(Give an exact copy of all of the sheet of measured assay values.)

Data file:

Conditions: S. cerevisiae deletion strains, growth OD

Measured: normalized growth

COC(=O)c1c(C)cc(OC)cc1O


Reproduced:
Conditions: S. cerevisiae deletion strains, growth OD

Measured: normalized growth

COC(=O)c1c(C)cc(OC)cc1O